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echo Hello World | nano - | less

I want to modify Hello -> Goodbye while in the the text editor.

It does not have to be with nano. I am stuck with nano reading stdin but requiring me to write to a file (writing to - creates a file named -)

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@slm, I think it makes more sense to close the other Q as a dupe of this since this one is the broader case. – Graeme Apr 19 '14 at 20:17
@Graeme - I would tend to agree w/ you but the other one has your answer as well, though not as well written. Some merging might be more apt. Maybe we should enlist the help of a mod to help w/ these 2? I'll ping one about it. – slm Apr 19 '14 at 20:24
@slm, I think we can leave it to whoever is going through the close queue and let the crowd decide. The main difference as I see it is that the other Q is a special case of this where you only want one end of the pipe. – Graeme Apr 19 '14 at 21:27
@Graeme - if we don't prime the pump on it then ppl will likely close the newer to the older as a dup. – slm Apr 19 '14 at 21:28

3 Answers 3

The moreutils package has a great command for doing this, called vipe. From the man page:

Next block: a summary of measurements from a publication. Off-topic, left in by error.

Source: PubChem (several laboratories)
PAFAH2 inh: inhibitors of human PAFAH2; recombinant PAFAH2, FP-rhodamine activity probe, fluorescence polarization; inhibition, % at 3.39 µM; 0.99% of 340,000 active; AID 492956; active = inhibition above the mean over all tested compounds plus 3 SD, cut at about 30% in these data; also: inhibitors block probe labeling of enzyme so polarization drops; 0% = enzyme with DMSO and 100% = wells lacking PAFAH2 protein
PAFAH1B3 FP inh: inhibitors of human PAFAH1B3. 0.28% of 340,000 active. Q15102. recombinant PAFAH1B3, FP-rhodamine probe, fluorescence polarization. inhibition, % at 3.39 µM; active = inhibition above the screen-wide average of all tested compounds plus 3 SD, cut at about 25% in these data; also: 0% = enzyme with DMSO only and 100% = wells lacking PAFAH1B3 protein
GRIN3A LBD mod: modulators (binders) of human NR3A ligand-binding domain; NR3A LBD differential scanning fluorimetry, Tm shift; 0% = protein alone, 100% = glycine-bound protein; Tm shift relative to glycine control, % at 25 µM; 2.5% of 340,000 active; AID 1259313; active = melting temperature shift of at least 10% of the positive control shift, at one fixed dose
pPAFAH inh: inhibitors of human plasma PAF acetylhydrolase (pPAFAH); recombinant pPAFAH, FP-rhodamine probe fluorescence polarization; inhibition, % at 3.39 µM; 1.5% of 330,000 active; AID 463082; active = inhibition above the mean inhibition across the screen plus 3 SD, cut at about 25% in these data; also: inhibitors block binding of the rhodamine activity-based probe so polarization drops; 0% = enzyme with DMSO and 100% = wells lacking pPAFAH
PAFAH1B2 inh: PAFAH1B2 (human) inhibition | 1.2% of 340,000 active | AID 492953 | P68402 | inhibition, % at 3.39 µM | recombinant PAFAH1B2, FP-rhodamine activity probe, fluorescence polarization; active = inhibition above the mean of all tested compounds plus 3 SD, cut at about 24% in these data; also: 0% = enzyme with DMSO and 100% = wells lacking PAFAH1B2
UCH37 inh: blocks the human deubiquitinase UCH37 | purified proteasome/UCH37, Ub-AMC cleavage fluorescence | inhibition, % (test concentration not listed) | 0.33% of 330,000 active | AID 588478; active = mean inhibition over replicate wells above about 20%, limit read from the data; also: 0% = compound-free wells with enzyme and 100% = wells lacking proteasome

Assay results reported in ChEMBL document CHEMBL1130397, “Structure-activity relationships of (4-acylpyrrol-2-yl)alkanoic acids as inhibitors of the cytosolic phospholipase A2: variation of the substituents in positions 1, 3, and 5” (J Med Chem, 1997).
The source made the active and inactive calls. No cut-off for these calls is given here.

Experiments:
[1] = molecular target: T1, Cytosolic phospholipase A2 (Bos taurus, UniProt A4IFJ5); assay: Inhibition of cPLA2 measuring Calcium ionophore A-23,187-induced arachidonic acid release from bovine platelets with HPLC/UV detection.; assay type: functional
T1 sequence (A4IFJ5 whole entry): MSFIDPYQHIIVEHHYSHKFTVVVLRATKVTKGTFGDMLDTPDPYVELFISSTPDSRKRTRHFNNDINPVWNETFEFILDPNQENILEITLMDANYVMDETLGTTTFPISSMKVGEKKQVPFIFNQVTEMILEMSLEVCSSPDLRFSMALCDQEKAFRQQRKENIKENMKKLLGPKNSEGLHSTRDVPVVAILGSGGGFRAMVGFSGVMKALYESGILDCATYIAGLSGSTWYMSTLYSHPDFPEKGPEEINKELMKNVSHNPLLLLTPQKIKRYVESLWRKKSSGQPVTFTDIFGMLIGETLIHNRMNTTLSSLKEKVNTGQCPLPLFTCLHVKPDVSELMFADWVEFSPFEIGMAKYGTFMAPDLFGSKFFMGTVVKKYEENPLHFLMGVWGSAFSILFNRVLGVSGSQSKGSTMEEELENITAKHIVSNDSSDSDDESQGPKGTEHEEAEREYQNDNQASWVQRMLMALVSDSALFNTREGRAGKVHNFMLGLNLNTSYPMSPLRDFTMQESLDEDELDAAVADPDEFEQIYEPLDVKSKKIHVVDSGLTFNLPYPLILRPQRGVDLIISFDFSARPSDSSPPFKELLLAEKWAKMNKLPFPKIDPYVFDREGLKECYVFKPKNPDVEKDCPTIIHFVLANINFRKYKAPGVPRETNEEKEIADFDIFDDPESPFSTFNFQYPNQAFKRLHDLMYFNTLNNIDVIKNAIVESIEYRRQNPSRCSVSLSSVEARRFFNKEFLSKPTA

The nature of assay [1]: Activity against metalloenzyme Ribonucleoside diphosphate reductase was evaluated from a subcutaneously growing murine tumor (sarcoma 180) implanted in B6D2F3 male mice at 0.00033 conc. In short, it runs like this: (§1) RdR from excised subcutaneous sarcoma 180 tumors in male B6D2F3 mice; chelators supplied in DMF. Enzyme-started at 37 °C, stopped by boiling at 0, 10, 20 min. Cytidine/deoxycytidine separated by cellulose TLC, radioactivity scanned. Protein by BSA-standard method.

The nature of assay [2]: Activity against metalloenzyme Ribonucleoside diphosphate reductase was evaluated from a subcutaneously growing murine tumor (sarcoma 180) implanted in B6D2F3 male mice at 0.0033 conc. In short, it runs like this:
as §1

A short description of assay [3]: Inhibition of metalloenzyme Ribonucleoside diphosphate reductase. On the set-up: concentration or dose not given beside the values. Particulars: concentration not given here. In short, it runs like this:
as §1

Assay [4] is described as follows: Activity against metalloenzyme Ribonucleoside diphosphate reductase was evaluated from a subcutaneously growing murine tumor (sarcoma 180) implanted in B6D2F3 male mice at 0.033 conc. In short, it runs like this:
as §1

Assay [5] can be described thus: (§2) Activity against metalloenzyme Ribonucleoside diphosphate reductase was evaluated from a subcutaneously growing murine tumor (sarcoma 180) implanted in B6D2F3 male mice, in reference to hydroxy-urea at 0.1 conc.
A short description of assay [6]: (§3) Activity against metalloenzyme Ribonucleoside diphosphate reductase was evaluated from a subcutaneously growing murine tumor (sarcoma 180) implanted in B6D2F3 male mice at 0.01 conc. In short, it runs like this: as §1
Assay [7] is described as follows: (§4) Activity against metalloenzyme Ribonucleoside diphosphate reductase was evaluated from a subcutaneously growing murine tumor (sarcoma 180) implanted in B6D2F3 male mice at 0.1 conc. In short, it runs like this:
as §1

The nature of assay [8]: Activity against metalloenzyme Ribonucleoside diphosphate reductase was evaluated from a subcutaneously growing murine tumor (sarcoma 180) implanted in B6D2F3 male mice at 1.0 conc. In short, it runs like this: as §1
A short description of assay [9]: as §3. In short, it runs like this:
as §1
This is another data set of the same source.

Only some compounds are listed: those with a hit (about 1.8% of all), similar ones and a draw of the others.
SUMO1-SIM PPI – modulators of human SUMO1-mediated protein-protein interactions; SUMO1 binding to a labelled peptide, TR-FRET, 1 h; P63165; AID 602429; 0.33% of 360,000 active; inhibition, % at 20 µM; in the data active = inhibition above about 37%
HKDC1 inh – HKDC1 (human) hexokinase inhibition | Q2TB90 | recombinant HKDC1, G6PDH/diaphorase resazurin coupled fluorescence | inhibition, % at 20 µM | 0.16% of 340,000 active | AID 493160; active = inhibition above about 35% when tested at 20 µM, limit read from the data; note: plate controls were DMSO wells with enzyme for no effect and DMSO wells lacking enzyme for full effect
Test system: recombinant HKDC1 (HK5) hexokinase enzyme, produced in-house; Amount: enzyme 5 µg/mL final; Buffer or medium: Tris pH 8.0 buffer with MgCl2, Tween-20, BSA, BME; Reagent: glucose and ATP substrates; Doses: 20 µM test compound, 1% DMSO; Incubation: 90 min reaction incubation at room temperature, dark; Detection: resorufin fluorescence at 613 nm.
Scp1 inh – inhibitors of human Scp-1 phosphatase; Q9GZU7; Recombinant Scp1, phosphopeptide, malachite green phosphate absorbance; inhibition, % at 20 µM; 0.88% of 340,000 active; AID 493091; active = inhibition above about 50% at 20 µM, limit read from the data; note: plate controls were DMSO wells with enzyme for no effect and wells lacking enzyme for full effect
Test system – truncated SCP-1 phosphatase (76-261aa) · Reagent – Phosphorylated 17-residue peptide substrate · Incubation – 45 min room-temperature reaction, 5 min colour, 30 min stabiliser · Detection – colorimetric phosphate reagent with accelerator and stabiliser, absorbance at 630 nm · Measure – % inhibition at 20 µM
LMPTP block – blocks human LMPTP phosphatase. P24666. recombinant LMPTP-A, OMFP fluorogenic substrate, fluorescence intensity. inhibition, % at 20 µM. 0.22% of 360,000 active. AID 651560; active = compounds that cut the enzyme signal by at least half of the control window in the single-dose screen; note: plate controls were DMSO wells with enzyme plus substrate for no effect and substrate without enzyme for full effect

command1 | vipe | command2

       vipe allows you to run your editor in the middle of a unix pipeline and
       edit the data that is being piped between programs. Your editor will have
       the full data being piped from command1 loaded into it, and when you close
       it, that data will be piped into command2.

By default this will use the editor command, which is usually just a symlink to the default command line editor. You can change this by either altering the link (use update-alternatives on Debian based systems) or using the EDITOR environmental variable. Eg, you could do:

echo Hello World | EDITOR=nano vipe | less

Otherwise, if the particular text editor doesn't have support for this kind of thing, I think you are stuck with manually creating a temporary file, writing the file to that, running the editor, inputting the file to the rest of the pipeline and removing the temporary file. The vipe command basically takes care of all this. This is nice, but the command is rarely available by default.

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This works perfectly. Thank you! – user65660 Apr 19 '14 at 20:11

The text editor joe (aka Joe's Own Editor) does what you want.

The command echo "hello world" | joe - | less functions as expected, although it needs the quotes for some reason.

Some commands (such as gpg) produce displayed output that does not enter the pipe. This corrupts the initial display inside of joe, but hitting ctrl+r -- refresh -- will clean things up.

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If all you want is to replace "Hello" with "Goodbye" (or any other word replacement) you can avoid the manual editing in an editor in favor of automatic search&replace tool. For example "sed" can do such replacements like this:

echo Hello World | sed 's/Hello/Goodbye/' | less

Check "man sed" for more details.

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